The date is Thursday, April 9 and fans eagerly wait outside the doors of Pontiac, Michigan’s beloved venue the Crofoot Ballroom in anticipation for 6:30 to hit and doors to open. Fans have every right to be anxious for a great night, with stellar bands Enter Shikari, Stray From The Path, A Lot Like Birds and I The Mighty comprising their Thursday evening while Enter Shikari are on their Mindsweep tour.
The night kicked off at 7:00 with the four piece progressive outfit I The Mighty taking the stage. Front-man Brent Walsh wasted no time getting the crowd involved, having everyone get closer to the stage to experience the music together. The quartet had tremendous stage presence, bringing the energy in the room from zero to 60. I The Mighty played a good mix of material, giving the diehard fans in the front-left portion of the stage their fix with older material such as “The Dreamer” from their 2012 release Karma Never Sleeps. With the older material, came new material as well, such as “Playing Catch With .22” off their upcoming album Connector. I The Mighty did an excellent job of amping up the crowd for what the night had in store.
Following up on I The Mighty’s energy, six-piece experimental-rock labelmates A Lot Like Birds took the stage. If ALLB’s set could be summed up in one word, it would be passionate. Vocalists Kurt Travis and Cory Lockwood put their hearts into every note that was sung, contributing to the energy that’s already been established at the Crofoot. The group possessed incredible synergy while performing “Kuroi Ledge,” which had the entire crowd on edge. By the end of the set, bassist Matt Coate had a pretty nasty gash on his head, which was pretty indicative to the intensity of the room.
As if the energy in the room couldn’t get much higher from what’s already been established, I was pleasantly proven wrong with New York based hardcore quartet Stray From The Path. Though I wasn’t quite as familiar with SFTP’s material as the moshers around me, the energy emitting from frontman Drew York made it so both new and old fans could enjoy themselves and get lost in the music. Among one of the highlights of their performance, Stray From The Path went toward the roots of punk rock with a cover of The Ramones’ “Blitzkrieg Bop.” York made it a point for the audience to know their enemy, and ended their set with “Badge And A Bullet” off their 2013 release Anonymous, getting the crowd’s intensity at a high before electronic hardcore quartet Enter Shikari took the stage.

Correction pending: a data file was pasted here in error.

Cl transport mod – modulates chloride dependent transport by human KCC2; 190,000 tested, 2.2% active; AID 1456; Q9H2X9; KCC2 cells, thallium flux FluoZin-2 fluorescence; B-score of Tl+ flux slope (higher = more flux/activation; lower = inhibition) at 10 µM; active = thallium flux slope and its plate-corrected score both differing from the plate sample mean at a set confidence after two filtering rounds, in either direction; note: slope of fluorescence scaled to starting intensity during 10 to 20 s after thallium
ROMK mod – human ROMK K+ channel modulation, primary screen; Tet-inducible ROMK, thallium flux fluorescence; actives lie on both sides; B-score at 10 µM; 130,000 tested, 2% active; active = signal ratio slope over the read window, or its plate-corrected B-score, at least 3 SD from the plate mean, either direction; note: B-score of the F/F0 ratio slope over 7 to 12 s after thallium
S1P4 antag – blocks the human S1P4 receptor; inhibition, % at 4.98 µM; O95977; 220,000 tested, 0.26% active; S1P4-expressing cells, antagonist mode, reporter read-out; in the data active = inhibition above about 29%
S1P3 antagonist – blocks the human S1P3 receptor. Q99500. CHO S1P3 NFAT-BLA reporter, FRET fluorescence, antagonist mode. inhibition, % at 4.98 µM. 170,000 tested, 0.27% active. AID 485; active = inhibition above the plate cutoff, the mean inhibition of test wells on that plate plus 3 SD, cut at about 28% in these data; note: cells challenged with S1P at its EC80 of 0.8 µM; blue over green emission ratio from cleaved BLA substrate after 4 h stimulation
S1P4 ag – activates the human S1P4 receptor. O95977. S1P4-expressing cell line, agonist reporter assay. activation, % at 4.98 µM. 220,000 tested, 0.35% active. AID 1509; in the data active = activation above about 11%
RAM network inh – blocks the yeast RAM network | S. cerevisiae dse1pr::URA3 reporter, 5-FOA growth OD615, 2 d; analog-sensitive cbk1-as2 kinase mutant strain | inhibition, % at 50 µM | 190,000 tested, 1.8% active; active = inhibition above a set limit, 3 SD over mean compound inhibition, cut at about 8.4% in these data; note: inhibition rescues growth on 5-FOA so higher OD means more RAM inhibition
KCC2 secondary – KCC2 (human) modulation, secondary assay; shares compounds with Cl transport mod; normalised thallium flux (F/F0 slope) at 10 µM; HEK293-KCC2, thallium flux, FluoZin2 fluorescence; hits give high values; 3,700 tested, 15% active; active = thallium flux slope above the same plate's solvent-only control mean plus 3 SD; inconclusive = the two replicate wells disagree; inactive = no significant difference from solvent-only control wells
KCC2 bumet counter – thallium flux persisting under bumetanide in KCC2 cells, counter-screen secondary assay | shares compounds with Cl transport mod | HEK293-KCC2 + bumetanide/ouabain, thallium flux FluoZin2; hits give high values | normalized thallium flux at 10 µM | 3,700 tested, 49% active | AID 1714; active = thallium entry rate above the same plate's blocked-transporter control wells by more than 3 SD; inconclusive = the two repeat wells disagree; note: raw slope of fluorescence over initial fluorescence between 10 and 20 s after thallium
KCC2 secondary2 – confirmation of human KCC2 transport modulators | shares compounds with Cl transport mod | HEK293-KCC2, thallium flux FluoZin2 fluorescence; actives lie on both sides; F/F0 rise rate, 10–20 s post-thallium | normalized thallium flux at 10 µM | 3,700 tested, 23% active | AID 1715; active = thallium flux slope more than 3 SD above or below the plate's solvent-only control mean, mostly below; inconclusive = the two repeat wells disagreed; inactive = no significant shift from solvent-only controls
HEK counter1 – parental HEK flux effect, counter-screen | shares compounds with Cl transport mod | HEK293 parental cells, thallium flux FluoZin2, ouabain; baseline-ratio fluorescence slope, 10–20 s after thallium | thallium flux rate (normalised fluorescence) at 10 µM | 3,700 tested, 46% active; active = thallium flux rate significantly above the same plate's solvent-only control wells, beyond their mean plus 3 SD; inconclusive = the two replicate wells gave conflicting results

The crowd waits in anticipation as a theatre-esque style voice begins the countdown for Enter Shikari’s appearance, beginning at 10 minutes prior. Excitement can barely be contained, both within me and the diehard fans within the room. When the anticipation ends and Enter Shikari take the stage, they open with the engaging and thought provoking “The Appeal & The Mindsweep I,” starting their set on a good note.
The members of Enter Shikari reached across their vast discography to pull together a setlist that could satisfy both new and longtime fans of their work. Not only did the group play fan favorites such as “Mothership,” but they also reached down and played some underrated tracks such as “Gandhi Mate, Gandhi.” Enter Shikari also demonstrated their quirky sense of humor with a live version of “Slipshod,” keeping the crowd entertained.
What made Enter Shikari’s performance fantastic wasn’t just the well-planned setlist, but also the stage presence from the quartet and the moments in-between songs. I’m not sure if witnessing vocalist Rou Reynolds perform a majority of “Gandhi Mate, Gandhi” on top of the bar at the Crofoot and downing a shot directly after, or listening to Reynolds rant about how bands like One Direction are nothing more than entertainers marked my favorite moment among the show. Either way, the synergy between all four members was something that really added to their charm and made the night spectacular.
There wasn’t one band on the ballot that I wouldn’t want to see live again. The energy and passion within the room is something that’s hard to match, and every band had respect for one another, making the night a memorable one in Pontiac.